When it comes to open enrollment employees often finish the process with more questions than when they started. They are finding it increasingly difficult to interpret their benefits plans and more often than not, they don’t fully understand what they signed up for.
About 35% of employees have little to no understanding of their healthcare coverage, and 62% feel their employer doesn’t serve as a resource for their healthcare-related questions, according to a survey by Maestro Health,
It is the responsibility of HR departments to work with employers to develop actionable strategies that will positively impact employees’ understanding of their benefit options during open enrollment. Because there is no one-size-fit all approach to educating employees on open enrollment and their specific benefits, HR professionals should be flexible and adjust to the natural ebb and flow of company culture.
It is crucial that HR professionals are not married to just one method of educating employees. With the various learning styles and concerns associated with healthcare benefits, HR departments need to work together to brainstorm tactics that will not only appeal to the different learning styles, but also get employees excited about their benefits. Companies should use both physical and digital communication tactics to educate workers about open enrollment; some workers may prefer messages via email and text, while others may be more responsive to flyers or posters around the office. The more information employees understand about the process, the more engaged they will be.
HR professionals must also consider that workforce demographics are constantly changing as younger cohorts enter each year. To gauge what matters to each individual prior to open enrollment, HR can develop surveys that pinpoint the needs and wants when it comes to benefits. This will allow HR to identify how to best meet the needs of the different demographics within the workplace. Developing initiatives based on employee feedback allows HR to tailor benefit plans that are more appealing to employees.
When developing these plans, it is best for HR professionals to consider the different personas and learning methods within a company’s workforce. A good practice is to lay the groundwork with a benefits package for staff to review, follow up with at least one email after the review, and schedule meetings to answer questions.
Offering detailed information on benefits packages prior to open enrollment gives employees the opportunity to thoroughly review the different options, or look at how plans may have changed since their last open enrollment.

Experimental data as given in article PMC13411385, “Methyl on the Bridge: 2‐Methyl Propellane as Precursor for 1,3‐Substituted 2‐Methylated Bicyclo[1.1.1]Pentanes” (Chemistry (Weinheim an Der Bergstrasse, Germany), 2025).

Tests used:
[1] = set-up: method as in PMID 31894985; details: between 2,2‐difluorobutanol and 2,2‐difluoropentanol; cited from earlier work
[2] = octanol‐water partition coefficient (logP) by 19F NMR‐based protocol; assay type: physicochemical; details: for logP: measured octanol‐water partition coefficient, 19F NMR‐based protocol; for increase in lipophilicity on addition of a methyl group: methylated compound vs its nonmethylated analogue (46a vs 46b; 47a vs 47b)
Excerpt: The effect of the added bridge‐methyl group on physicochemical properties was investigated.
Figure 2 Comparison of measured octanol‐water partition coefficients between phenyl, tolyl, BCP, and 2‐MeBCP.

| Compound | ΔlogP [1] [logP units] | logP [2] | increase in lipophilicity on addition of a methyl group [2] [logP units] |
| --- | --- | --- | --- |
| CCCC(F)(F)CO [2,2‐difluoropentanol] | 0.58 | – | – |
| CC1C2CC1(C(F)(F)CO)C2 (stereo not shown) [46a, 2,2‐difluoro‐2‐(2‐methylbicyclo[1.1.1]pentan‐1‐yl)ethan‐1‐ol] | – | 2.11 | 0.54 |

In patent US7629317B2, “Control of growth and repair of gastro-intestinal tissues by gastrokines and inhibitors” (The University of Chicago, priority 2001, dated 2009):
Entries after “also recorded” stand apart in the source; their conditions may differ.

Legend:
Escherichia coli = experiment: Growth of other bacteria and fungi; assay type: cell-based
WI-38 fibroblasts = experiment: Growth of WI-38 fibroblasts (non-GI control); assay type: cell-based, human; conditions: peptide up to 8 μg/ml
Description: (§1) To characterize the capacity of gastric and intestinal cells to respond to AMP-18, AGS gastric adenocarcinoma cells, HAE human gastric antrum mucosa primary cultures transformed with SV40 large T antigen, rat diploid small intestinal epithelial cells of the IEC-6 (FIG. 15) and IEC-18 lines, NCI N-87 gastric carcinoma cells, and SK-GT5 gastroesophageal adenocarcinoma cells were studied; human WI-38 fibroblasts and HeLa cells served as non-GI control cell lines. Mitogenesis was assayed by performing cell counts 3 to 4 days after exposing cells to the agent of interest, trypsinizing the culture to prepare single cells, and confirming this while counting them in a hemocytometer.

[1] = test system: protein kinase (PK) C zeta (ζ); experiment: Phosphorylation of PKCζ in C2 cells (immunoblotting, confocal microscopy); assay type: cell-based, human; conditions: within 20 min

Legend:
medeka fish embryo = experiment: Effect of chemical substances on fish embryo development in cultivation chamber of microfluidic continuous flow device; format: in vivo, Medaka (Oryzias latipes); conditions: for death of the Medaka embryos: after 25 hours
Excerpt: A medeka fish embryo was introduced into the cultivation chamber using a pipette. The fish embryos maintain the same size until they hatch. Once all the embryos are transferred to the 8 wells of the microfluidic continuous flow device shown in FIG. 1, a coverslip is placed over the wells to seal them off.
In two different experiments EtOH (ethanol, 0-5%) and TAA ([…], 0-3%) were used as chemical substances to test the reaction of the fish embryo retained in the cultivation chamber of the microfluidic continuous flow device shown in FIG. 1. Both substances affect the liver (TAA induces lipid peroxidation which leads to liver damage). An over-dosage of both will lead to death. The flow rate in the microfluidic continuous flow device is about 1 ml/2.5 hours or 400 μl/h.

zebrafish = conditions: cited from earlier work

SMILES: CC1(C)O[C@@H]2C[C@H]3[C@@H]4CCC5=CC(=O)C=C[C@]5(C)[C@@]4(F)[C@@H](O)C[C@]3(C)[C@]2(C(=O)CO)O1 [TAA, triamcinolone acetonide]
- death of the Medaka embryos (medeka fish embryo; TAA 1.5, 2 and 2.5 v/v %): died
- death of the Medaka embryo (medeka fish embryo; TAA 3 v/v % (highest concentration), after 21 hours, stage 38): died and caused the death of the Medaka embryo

Employers should provide staff with a digital blueprint of details on healthcare plans, likely via email. It’s important to stay in constant contact with employees following the initial benefits discussion, updating and reminding them of important details and deadlines involving their plan.
It’s also recommended to hold a staff meeting following the initial open enrollment meeting to serve as a debrief. Employees might be intimidated to ask questions in front of a benefits provider or broker on the spot, but once they’ve had time to digest the plan, they may be more comfortable asking questions in a more casual setting.
Because employees are the heart of a company, it is important that they are satisfied and feel supported during crucial HR moments like open enrollment.
By listening to them, employers and HR departments can work together to improve the open enrollment process and benefit offerings each year – a task that can successfully be completed by listening to employee feedback and taking action.
According to a Salesforce study on workplace equality and values, employees are more than four times as likely to perform at a high level when they feel their voice is heard at work. HR professionals must be diligent to ensure employees are empowered to speak their minds, whether the feedback is positive or not. It is imperative that HR professionals work with employees to continue to learn, grow and revise the open enrollment process.
Open enrollment is often treated like a one-off event, and a process that many workers dread. For it to be successful for both the company and employees, it should be treated as an ongoing activity that maximizes the return on benefits investment, as well as increases employee well-being and satisfaction.